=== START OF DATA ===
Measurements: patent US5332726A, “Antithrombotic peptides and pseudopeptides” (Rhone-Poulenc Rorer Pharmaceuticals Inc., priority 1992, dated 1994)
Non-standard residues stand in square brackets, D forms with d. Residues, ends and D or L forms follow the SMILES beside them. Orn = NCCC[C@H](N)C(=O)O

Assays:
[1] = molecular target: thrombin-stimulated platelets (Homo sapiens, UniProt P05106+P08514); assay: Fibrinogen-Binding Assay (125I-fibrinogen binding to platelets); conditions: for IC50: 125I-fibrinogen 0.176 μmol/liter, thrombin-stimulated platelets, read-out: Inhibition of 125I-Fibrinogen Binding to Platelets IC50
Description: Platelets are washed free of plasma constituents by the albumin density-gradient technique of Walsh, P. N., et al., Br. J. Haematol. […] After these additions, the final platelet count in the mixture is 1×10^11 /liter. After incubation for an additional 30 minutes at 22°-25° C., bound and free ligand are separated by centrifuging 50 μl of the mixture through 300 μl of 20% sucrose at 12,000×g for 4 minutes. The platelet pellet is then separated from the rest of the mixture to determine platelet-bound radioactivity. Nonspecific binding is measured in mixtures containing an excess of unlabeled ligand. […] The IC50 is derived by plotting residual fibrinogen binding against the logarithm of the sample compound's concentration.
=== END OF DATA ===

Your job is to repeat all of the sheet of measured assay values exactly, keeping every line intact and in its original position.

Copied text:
Measurements: patent US5332726A, “Antithrombotic peptides and pseudopeptides” (Rhone-Poulenc Rorer Pharmaceuticals Inc., priority 1992, dated 1994)
Non-standard residues stand in square brackets, D forms with d. Residues, ends and D or L forms follow the SMILES beside them. Orn = NCCC[C@H](N)C(=O)O

Assays:
[1] = molecular target: thrombin-stimulated platelets (Homo sapiens, UniProt P05106+P08514); assay: Fibrinogen-Binding Assay (125I-fibrinogen binding to platelets); conditions: for IC50: 125I-fibrinogen 0.176 μmol/liter, thrombin-stimulated platelets, read-out: Inhibition of 125I-Fibrinogen Binding to Platelets IC50
Description: Platelets are washed free of plasma constituents by the albumin density-gradient technique of Walsh, P. N., et al., Br. J. Haematol. […] After these additions, the final platelet count in the mixture is 1×10^11 /liter. After incubation for an additional 30 minutes at 22°-25° C., bound and free ligand are separated by centrifuging 50 μl of the mixture through 300 μl of 20% sucrose at 12,000×g for 4 minutes. The platelet pellet is then separated from the rest of the mixture to determine platelet-bound radioactivity. Nonspecific binding is measured in mixtures containing an excess of unlabeled ligand. […] The IC50 is derived by plotting residual fibrinogen binding against the logarithm of the sample compound's concentration.